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I’m running a Debian Squeeze web server. I’ve installed memcached on it, and configured memcached to listen on a Unix domain socket (at /tmp/memcached.sock), as it only needs to receive messages from the website, which lives on the same server.

It seems to be working fine, but I’d also like to communicate with memcached via the shell, to check that it’s doing what I think it’s doing.

memcached accepts messages via a simple ASCII protocol (if I understand correctly). If it was listening on TCP/IP, I could send messages to it via e.g. nc:

$ echo "stats settings" | nc localhost 11211

But I can’t figure out how to send that text to the domain socket instead.

On my laptop (which runs OS X Lion), both nc and telnet have options (-U and -u respectively) to use domain sockets. However, on my Debian Squeeze web server, these options aren’t present.

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up vote 15 down vote accepted

With netcat-openbsd, there is a -U option. If you don't have it, you probably have netcat-traditional installed instead; I'd suggest switching.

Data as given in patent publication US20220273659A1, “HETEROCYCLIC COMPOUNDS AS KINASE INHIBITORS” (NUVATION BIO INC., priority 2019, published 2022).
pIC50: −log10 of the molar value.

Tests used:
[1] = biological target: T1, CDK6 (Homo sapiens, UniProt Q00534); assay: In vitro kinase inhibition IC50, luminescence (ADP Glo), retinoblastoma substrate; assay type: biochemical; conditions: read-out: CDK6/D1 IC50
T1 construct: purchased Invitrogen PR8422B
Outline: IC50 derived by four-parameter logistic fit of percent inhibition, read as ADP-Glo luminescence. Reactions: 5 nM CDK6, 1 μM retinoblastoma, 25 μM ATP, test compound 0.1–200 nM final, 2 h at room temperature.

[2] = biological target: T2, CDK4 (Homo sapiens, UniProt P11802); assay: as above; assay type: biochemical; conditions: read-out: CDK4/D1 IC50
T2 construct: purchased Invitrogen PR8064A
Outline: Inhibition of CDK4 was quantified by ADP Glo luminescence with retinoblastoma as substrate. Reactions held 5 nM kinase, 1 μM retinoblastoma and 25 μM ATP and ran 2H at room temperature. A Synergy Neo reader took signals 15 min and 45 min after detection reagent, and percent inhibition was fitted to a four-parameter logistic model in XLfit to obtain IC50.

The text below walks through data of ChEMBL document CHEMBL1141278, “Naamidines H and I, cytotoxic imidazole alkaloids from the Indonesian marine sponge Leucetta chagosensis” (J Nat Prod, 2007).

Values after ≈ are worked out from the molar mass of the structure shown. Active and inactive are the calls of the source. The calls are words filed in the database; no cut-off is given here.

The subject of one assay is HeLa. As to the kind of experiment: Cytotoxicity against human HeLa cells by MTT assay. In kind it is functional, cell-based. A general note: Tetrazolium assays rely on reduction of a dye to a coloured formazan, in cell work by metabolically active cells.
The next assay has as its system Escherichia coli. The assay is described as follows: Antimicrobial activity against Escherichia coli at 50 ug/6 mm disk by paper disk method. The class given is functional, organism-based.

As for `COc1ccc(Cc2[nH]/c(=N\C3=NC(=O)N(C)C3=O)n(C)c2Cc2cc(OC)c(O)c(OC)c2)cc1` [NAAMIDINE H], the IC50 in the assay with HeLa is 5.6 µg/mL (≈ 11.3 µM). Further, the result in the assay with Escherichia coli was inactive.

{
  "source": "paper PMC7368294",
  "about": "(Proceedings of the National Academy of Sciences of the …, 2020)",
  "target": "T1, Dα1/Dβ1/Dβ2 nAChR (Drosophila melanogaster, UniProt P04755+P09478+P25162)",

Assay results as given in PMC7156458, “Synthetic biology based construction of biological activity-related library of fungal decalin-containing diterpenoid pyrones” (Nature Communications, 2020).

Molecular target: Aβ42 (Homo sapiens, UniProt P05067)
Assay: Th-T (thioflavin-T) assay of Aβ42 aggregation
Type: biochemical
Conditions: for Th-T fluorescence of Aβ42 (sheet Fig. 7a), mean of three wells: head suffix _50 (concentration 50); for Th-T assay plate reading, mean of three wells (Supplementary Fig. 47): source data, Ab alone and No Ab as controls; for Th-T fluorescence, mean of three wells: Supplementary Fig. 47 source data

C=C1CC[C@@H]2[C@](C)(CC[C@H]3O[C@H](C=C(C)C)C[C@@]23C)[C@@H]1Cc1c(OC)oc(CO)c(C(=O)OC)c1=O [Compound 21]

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With socat (a 'bidirectional data relay between two data channels') you can can connect to the unix domain socket like this:

$ socat - UNIX-CONNECT:/tmp/memcached.sock
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You can use socat on Debian. To install it:

# apt-get install socat
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That looks pretty good. I don’t appear to have socat installed on my server, but it’s certainly available: packages.debian.org/squeeze/socat – Paul D. Waite Dec 13 '11 at 22:30

netcat-openbsd supports connecting to UNIX-domain sockets. Using this you can connect to either a UNIX-domain stream socket or a UNIX-domain datagram socket, and therefore you have to tell the socket's type to netcat.

for example, /dev/log file in Linux is a UNIX-domain datagram socket socket, thus nc -U /dev/log won't work. Instead use nc -uU /dev/log. Using -u along with -U tells netcat that it is a UNIX-domain datagram socket.

nc -U /tmp/socket  #Connect to UNIX-domain stream socket
nc -uU /tmp/socket #Connect to UNIX-domain datagram socket


Similarly, while using socat, use UNIX-CLIENT option. Using this option you can connect to both UNIX-domain stream and UNIX-domain datagram sockets. From its man page (man socat), "It first tries to connect and, if that fails, assumes it is a datagram socket, thus supporting both types".

socat - UNIX-CLIENT:/dev/socket #connect to UNIX-domain socket, irrespective of its type
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